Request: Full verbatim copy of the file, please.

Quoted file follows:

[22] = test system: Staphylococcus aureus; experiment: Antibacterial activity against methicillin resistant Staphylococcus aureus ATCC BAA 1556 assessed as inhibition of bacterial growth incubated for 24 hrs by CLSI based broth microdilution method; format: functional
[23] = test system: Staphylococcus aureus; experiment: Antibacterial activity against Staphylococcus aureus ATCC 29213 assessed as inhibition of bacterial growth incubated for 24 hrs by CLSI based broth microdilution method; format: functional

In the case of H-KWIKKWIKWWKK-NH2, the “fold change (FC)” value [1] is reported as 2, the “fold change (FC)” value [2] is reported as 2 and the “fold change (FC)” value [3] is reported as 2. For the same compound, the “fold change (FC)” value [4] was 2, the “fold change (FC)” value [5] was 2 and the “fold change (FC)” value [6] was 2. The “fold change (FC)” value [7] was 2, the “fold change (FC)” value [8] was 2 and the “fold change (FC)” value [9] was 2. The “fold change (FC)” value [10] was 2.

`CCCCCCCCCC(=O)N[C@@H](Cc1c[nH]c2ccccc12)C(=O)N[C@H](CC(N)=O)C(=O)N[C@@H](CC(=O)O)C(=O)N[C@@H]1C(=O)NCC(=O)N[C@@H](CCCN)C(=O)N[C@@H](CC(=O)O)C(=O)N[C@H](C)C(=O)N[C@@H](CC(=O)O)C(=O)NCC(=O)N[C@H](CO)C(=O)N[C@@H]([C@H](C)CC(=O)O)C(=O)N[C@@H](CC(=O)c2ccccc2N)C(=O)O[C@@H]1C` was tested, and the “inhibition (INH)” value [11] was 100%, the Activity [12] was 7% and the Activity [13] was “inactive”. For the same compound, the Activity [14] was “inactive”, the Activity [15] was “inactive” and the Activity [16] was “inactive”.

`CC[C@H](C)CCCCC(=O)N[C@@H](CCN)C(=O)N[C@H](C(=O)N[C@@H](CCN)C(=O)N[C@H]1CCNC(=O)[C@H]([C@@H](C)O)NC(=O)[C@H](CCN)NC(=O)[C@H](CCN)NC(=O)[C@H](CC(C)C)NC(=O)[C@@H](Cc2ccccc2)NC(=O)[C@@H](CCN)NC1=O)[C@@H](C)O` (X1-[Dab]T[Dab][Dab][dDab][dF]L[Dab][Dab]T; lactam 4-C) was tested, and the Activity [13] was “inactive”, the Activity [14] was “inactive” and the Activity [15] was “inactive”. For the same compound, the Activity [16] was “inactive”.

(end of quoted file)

[22] = test system: Staphylococcus aureus; experiment: Antibacterial activity against methicillin resistant Staphylococcus aureus ATCC BAA 1556 assessed as inhibition of bacterial growth incubated for 24 hrs by CLSI based broth microdilution method; format: functional
[23] = test system: Staphylococcus aureus; experiment: Antibacterial activity against Staphylococcus aureus ATCC 29213 assessed as inhibition of bacterial growth incubated for 24 hrs by CLSI based broth microdilution method; format: functional

In the case of H-KWIKKWIKWWKK-NH2, the “fold change (FC)” value [1] is reported as 2, the “fold change (FC)” value [2] is reported as 2 and the “fold change (FC)” value [3] is reported as 2. For the same compound, the “fold change (FC)” value [4] was 2, the “fold change (FC)” value [5] was 2 and the “fold change (FC)” value [6] was 2. The “fold change (FC)” value [7] was 2, the “fold change (FC)” value [8] was 2 and the “fold change (FC)” value [9] was 2. The “fold change (FC)” value [10] was 2.

`CCCCCCCCCC(=O)N[C@@H](Cc1c[nH]c2ccccc12)C(=O)N[C@H](CC(N)=O)C(=O)N[C@@H](CC(=O)O)C(=O)N[C@@H]1C(=O)NCC(=O)N[C@@H](CCCN)C(=O)N[C@@H](CC(=O)O)C(=O)N[C@H](C)C(=O)N[C@@H](CC(=O)O)C(=O)NCC(=O)N[C@H](CO)C(=O)N[C@@H]([C@H](C)CC(=O)O)C(=O)N[C@@H](CC(=O)c2ccccc2N)C(=O)O[C@@H]1C` was tested, and the “inhibition (INH)” value [11] was 100%, the Activity [12] was 7% and the Activity [13] was “inactive”. For the same compound, the Activity [14] was “inactive”, the Activity [15] was “inactive” and the Activity [16] was “inactive”.

`CC[C@H](C)CCCCC(=O)N[C@@H](CCN)C(=O)N[C@H](C(=O)N[C@@H](CCN)C(=O)N[C@H]1CCNC(=O)[C@H]([C@@H](C)O)NC(=O)[C@H](CCN)NC(=O)[C@H](CCN)NC(=O)[C@H](CC(C)C)NC(=O)[C@@H](Cc2ccccc2)NC(=O)[C@@H](CCN)NC1=O)[C@@H](C)O` (X1-[Dab]T[Dab][Dab][dDab][dF]L[Dab][Dab]T; lactam 4-C) was tested, and the Activity [13] was “inactive”, the Activity [14] was “inactive” and the Activity [15] was “inactive”. For the same compound, the Activity [16] was “inactive”.